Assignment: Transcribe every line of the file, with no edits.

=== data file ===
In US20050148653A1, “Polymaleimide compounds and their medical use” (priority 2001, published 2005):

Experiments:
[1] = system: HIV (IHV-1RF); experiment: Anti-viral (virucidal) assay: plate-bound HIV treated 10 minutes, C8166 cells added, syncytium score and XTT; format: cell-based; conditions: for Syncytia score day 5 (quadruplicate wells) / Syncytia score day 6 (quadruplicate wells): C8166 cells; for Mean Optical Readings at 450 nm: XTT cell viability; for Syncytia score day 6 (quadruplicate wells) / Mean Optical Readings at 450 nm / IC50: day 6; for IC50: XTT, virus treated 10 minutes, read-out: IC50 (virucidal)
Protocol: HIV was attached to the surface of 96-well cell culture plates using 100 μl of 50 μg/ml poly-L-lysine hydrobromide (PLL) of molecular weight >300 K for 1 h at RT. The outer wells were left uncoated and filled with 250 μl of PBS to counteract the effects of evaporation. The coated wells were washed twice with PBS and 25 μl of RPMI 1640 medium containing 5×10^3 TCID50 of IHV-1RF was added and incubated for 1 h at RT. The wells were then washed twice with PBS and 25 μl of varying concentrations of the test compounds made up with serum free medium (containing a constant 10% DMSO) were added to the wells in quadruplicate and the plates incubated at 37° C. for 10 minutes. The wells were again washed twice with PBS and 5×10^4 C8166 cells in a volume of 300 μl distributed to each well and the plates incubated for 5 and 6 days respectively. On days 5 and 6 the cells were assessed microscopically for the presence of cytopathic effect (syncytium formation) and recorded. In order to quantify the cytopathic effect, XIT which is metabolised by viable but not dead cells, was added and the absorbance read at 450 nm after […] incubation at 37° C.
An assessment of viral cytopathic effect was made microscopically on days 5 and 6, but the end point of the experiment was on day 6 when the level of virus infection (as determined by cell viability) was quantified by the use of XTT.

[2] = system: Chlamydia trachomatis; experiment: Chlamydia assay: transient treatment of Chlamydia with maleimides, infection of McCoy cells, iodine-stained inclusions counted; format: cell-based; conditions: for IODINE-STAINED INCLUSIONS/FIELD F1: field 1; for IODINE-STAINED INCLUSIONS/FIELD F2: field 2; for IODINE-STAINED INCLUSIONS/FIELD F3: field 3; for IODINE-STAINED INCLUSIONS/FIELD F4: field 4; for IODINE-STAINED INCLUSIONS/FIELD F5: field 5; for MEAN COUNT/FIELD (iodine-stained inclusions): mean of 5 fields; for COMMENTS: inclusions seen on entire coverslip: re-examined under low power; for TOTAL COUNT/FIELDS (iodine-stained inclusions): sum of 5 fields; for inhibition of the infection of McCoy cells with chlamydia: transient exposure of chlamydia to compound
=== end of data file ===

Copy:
In US20050148653A1, “Polymaleimide compounds and their medical use” (priority 2001, published 2005):

Experiments:
[1] = system: HIV (IHV-1RF); experiment: Anti-viral (virucidal) assay: plate-bound HIV treated 10 minutes, C8166 cells added, syncytium score and XTT; format: cell-based; conditions: for Syncytia score day 5 (quadruplicate wells) / Syncytia score day 6 (quadruplicate wells): C8166 cells; for Mean Optical Readings at 450 nm: XTT cell viability; for Syncytia score day 6 (quadruplicate wells) / Mean Optical Readings at 450 nm / IC50: day 6; for IC50: XTT, virus treated 10 minutes, read-out: IC50 (virucidal)
Protocol: HIV was attached to the surface of 96-well cell culture plates using 100 μl of 50 μg/ml poly-L-lysine hydrobromide (PLL) of molecular weight >300 K for 1 h at RT. The outer wells were left uncoated and filled with 250 μl of PBS to counteract the effects of evaporation. The coated wells were washed twice with PBS and 25 μl of RPMI 1640 medium containing 5×10^3 TCID50 of IHV-1RF was added and incubated for 1 h at RT. The wells were then washed twice with PBS and 25 μl of varying concentrations of the test compounds made up with serum free medium (containing a constant 10% DMSO) were added to the wells in quadruplicate and the plates incubated at 37° C. for 10 minutes. The wells were again washed twice with PBS and 5×10^4 C8166 cells in a volume of 300 μl distributed to each well and the plates incubated for 5 and 6 days respectively. On days 5 and 6 the cells were assessed microscopically for the presence of cytopathic effect (syncytium formation) and recorded. In order to quantify the cytopathic effect, XIT which is metabolised by viable but not dead cells, was added and the absorbance read at 450 nm after […] incubation at 37° C.
An assessment of viral cytopathic effect was made microscopically on days 5 and 6, but the end point of the experiment was on day 6 when the level of virus infection (as determined by cell viability) was quantified by the use of XTT.

[2] = system: Chlamydia trachomatis; experiment: Chlamydia assay: transient treatment of Chlamydia with maleimides, infection of McCoy cells, iodine-stained inclusions counted; format: cell-based; conditions: for IODINE-STAINED INCLUSIONS/FIELD F1: field 1; for IODINE-STAINED INCLUSIONS/FIELD F2: field 2; for IODINE-STAINED INCLUSIONS/FIELD F3: field 3; for IODINE-STAINED INCLUSIONS/FIELD F4: field 4; for IODINE-STAINED INCLUSIONS/FIELD F5: field 5; for MEAN COUNT/FIELD (iodine-stained inclusions): mean of 5 fields; for COMMENTS: inclusions seen on entire coverslip: re-examined under low power; for TOTAL COUNT/FIELDS (iodine-stained inclusions): sum of 5 fields; for inhibition of the infection of McCoy cells with chlamydia: transient exposure of chlamydia to compound